Maria Jenita’s Instagram post on the organic way of producing jaggery from sugarcane came as an eye-opener. Jenita is a PhD, research associate and teaching fellow at the Centre for Food Technology at Anna University, Chennai, and the founder of Goodness Farm. “The making of organic jaggery is a beautifully choreographed process that employs tremendous skill and dexterity," Jenita writes in her post.
The process, as she explains it, is a fascinating one. The makeshift processing unit is set up on the farm where the sugarcane is harvested. The cane is crushed to extract juice. Around 500 litres of juice is brought to boil in a large pan set over a massive furnace dug in the ground. The furnace is fuelled by dried sugarcane bagasse. Okra mucilage is added to the juice to clarify impurities, which are skimmed off to be used as manure. The juice is stirred continuously for around two hours to get thick molasses.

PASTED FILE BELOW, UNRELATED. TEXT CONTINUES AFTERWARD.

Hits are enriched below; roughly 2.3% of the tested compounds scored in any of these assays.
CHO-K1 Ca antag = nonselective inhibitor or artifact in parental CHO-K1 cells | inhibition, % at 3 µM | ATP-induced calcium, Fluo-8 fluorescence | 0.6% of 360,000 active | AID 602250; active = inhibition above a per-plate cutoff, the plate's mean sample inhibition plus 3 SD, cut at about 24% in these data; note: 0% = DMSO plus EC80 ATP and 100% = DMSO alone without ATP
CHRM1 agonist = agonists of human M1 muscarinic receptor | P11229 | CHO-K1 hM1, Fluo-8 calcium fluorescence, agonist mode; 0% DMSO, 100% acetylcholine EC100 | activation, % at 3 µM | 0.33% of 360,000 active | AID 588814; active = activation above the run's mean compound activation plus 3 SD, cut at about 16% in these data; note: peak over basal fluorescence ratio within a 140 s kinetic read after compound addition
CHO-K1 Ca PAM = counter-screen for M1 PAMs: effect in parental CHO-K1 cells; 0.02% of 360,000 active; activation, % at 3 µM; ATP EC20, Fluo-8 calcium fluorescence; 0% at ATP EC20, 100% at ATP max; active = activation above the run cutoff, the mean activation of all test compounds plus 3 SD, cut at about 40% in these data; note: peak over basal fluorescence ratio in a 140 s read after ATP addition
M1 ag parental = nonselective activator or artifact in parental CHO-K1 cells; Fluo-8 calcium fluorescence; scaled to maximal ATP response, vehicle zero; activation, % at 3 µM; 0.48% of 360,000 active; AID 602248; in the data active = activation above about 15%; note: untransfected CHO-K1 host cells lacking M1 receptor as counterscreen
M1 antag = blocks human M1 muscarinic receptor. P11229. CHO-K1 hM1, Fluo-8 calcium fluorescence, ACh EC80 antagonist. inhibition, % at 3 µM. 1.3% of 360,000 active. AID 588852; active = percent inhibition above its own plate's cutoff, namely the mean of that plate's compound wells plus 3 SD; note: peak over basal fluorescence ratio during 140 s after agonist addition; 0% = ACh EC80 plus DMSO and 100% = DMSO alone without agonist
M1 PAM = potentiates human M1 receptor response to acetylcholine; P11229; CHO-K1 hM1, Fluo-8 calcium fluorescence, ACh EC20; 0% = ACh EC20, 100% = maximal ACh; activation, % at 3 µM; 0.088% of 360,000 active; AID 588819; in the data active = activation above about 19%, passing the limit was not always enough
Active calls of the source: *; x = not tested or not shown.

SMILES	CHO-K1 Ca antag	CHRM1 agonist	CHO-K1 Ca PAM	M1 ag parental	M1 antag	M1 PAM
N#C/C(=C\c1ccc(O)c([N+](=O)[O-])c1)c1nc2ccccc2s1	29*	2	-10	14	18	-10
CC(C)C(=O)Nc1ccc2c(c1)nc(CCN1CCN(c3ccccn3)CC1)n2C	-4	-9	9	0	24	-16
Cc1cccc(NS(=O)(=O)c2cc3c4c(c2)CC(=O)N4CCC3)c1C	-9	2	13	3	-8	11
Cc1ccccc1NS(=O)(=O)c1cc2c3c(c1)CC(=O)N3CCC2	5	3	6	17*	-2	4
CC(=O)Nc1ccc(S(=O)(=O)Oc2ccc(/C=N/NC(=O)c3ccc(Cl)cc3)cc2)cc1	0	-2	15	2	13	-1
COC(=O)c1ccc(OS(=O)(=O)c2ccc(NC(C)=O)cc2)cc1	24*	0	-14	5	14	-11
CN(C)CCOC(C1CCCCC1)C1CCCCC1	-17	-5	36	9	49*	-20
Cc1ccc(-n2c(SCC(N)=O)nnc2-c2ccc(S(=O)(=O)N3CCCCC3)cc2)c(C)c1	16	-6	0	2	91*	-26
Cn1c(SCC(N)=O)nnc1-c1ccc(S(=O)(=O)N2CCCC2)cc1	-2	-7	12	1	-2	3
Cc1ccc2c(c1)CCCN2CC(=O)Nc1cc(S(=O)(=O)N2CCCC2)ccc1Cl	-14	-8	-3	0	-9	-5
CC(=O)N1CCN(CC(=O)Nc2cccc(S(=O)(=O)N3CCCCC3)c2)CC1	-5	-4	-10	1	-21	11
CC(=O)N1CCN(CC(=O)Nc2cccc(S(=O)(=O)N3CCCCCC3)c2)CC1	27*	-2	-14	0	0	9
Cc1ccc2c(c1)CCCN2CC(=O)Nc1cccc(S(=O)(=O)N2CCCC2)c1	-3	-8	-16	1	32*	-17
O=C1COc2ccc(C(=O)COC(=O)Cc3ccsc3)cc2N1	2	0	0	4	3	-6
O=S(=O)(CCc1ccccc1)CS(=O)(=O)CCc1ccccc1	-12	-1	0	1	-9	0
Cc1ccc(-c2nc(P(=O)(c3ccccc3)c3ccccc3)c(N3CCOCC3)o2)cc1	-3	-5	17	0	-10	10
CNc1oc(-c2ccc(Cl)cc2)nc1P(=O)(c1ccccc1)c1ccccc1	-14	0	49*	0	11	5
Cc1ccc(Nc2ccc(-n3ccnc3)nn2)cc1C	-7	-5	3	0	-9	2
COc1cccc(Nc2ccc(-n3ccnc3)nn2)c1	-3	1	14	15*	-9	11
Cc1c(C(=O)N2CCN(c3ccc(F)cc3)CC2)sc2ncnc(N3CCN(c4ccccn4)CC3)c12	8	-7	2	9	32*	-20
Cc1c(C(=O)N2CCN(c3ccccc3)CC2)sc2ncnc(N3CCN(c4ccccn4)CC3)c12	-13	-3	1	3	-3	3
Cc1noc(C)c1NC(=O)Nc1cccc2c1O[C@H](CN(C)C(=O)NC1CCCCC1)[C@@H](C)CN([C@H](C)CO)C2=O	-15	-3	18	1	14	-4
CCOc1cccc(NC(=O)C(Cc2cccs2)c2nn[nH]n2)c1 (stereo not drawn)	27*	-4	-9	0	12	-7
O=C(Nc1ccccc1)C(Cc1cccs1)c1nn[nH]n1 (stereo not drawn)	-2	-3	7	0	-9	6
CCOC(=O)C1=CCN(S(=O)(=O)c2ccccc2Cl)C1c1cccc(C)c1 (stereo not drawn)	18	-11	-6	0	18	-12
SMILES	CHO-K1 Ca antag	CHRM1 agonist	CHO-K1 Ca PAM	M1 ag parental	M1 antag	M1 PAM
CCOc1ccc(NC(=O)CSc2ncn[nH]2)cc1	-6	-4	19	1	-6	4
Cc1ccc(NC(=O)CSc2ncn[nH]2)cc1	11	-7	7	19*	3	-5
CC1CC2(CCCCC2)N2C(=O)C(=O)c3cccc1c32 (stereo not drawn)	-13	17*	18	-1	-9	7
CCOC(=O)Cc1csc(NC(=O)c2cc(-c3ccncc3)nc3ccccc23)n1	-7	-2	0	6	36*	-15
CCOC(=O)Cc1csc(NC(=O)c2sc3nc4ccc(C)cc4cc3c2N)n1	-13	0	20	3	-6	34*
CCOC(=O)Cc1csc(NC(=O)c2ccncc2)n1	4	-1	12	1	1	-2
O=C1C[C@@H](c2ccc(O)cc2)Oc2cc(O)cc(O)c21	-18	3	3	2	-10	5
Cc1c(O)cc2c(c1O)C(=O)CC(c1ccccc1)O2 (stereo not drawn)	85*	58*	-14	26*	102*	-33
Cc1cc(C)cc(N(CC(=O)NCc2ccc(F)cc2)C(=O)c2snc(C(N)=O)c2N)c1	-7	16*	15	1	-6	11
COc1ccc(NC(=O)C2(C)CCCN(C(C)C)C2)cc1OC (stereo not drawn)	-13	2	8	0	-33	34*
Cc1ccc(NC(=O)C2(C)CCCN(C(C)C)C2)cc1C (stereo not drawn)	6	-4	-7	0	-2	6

This is poured into another dry pan, with more hours of synchronised manual labour to turn it into a powder. The process doesn’t generate any waste.
A consciously made jaggery is worth its weight in gold. Goodness Farm makes organic cane and palm jaggery; it’s sold in mould, powder and syrup form on their website.
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While I don’t believe that a calorie is a calorie, a sugar is definitely a sugar. If it increases blood sugar levels sharply, and, therefore, insulin secretion, it has to be had with caution, be it sugar or jaggery. Just replacing sugar with jaggery in any Indian dessert does not make it a “healthy recipe", as the millions of recipes floating on the internet seem to suggest.